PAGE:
Aroostook Centre Mall getting ‘green’ makeover

Posted Aug. 07, 2009, at 7:58 p.m.
Last modified Jan. 30, 2011, at 11:45 a.m.

PRESQUE ISLE, Maine — The presence of a 190-ton truck and crane system raised eyebrows at the Aroostook Centre Mall this week, but mall officials said Friday they plan to heighten the facility’s ability to reduce the mall’s carbon footprint.

The mall is in the process of upgrading its heating, ventilation and air-conditioning systems to make the mall “greener.”

“It is a great change and one that will have a tremendous effect on how we impact the environment,” Patti Crooks, the mall’s general manager, said Friday.

The mall has converted eight 20-ton, electric-fired HVAC units into gas-fired units. The $300,000 conversion came after mall officials teamed with the Northern Maine Development Commission to conduct an energy audit that found the mall was using a great deal of electricity.

“And, of course, electricity is expensive,” she said. “But now, we will be using propane to heat and cool the mall, which will cost less. This will make for a greener mall and will enable us to reduce our carbon footprint.”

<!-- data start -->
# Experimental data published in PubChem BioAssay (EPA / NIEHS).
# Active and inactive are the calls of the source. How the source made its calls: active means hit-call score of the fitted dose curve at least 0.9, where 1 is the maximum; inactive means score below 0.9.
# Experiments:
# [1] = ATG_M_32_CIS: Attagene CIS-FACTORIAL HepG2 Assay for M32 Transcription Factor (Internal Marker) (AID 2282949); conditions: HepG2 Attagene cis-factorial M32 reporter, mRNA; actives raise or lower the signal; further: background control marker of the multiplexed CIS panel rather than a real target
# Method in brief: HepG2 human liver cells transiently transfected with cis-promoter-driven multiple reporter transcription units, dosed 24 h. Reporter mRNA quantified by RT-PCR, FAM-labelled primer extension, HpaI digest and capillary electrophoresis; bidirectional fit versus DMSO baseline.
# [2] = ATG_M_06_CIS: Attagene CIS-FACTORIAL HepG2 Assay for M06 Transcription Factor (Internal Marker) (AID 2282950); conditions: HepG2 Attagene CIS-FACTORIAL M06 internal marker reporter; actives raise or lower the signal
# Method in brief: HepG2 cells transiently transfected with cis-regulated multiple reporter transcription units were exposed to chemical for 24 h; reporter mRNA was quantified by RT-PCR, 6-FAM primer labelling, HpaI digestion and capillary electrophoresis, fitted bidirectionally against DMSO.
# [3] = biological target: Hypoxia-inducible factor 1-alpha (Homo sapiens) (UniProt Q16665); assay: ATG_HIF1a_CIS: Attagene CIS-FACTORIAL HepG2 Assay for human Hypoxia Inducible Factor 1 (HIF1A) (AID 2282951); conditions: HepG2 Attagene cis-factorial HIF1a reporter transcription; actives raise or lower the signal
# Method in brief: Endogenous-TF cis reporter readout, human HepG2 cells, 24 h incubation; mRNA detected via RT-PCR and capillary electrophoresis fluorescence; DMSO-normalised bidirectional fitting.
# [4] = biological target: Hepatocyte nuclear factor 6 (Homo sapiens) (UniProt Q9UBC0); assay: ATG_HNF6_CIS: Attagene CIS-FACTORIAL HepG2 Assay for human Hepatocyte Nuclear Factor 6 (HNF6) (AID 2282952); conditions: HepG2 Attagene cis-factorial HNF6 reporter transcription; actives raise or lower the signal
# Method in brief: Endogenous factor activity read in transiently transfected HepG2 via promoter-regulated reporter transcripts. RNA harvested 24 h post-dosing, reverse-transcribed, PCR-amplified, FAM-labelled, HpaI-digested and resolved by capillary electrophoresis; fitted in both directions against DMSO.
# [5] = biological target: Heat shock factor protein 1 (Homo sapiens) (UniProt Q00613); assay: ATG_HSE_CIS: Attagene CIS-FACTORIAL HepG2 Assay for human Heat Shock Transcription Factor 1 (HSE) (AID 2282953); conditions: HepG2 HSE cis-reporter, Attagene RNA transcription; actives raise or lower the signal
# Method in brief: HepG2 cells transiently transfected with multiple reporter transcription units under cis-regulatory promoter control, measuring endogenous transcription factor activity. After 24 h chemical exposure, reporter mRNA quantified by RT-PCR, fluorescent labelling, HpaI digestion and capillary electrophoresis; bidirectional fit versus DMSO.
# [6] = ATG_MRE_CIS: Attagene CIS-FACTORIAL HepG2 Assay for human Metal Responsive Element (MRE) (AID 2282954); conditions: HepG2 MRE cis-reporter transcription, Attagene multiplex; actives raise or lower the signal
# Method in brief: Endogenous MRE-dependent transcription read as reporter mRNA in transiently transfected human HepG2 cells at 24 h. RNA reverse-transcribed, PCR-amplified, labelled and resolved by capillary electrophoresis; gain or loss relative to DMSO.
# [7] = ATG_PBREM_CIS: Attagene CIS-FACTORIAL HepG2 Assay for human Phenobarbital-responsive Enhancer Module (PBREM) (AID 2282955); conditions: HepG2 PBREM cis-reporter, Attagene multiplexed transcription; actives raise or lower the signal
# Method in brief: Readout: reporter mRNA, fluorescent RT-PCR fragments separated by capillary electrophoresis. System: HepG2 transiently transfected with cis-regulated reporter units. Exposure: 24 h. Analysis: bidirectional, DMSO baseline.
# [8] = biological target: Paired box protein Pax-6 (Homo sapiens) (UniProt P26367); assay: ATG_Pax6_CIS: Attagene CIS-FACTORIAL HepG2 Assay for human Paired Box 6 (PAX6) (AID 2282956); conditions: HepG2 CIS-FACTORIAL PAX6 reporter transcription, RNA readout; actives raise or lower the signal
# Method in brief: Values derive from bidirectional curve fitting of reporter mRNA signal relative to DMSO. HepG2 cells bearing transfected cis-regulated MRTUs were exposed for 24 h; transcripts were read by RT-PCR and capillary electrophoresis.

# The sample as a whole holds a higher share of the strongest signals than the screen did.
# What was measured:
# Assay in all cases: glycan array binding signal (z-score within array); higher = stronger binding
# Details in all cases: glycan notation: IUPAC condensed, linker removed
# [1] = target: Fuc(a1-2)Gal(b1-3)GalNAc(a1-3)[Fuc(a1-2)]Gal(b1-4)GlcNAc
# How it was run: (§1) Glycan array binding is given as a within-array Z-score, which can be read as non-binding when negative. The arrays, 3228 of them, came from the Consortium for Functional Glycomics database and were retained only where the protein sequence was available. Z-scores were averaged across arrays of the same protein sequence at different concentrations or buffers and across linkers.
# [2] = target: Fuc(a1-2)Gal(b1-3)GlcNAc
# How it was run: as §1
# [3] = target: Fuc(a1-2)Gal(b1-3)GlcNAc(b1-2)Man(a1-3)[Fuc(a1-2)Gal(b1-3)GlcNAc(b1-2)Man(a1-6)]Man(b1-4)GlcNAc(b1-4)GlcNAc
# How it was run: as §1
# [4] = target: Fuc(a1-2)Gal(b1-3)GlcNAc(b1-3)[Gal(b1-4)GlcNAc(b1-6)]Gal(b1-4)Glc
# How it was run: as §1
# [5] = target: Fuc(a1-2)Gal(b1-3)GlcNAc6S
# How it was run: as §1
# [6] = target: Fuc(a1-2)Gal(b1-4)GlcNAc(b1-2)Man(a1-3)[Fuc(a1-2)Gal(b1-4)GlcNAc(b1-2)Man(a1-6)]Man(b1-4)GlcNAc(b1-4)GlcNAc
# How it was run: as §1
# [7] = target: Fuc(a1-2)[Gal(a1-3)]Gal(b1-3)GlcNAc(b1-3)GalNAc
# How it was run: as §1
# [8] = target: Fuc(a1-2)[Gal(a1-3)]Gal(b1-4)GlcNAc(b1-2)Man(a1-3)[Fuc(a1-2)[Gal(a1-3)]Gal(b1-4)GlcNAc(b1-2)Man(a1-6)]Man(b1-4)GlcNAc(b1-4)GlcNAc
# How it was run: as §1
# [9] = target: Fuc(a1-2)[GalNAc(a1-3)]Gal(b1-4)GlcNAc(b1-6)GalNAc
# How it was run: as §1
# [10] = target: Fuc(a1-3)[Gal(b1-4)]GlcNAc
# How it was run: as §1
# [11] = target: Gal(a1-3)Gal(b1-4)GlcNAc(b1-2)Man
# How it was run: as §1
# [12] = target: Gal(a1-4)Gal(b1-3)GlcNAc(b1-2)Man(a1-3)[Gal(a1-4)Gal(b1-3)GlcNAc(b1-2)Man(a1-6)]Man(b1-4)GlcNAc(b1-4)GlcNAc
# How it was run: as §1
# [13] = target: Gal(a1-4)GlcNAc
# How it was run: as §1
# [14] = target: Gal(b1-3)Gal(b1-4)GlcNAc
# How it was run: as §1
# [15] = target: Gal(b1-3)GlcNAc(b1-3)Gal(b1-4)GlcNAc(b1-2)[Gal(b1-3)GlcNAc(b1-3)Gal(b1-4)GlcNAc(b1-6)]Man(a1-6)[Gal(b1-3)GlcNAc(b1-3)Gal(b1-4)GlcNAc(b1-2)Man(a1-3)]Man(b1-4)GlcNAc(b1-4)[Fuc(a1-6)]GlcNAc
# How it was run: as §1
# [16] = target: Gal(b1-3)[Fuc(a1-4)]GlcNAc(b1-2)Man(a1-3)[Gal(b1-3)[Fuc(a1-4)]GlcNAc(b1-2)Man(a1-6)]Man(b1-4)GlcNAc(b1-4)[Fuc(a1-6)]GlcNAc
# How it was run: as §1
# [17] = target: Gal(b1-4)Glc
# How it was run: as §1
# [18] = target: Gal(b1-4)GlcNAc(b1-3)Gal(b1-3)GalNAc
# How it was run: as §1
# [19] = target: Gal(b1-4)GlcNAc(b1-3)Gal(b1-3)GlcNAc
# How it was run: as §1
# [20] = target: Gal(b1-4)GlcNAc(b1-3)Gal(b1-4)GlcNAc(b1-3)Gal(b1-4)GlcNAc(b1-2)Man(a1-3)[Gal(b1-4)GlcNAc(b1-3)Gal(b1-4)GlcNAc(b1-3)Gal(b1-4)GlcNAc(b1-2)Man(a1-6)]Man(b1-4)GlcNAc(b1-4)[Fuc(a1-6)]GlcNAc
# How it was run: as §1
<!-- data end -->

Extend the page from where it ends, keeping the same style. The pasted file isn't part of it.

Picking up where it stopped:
The 600,000-square-foot Aroostook Centre Mall opened in November 1993. At the time, Crooks said, the building was built to be as energy-efficient as possible. But nearly 16 years have gone by, and additional ways to be greener are coming to light every day.

“We have made quantum leaps over where we were 15 years ago,” she said Friday.

The conversion process has been painstaking but positive, according to Crooks. The massive crane has been helping tow and lower equipment onto the roof of the mall. Mechanical Services Inc., which has an office in Easton and other locations across the state, is performing the work. Efficiency Maine also has been involved in the process.

“In the past, our only source of heat was electric,” said Crooks. “In the summer, we used electricity for air conditioning. We are going to see a difference in expenses for heating and cooling. We estimate we will see a payback in three years.”

Crews are working on hooking up the air conditioning to the converted units, and the project should be completed in a few weeks.

“This is something we have wanted to do,” Crooks said Friday. “We want to be environmentally conscious.”

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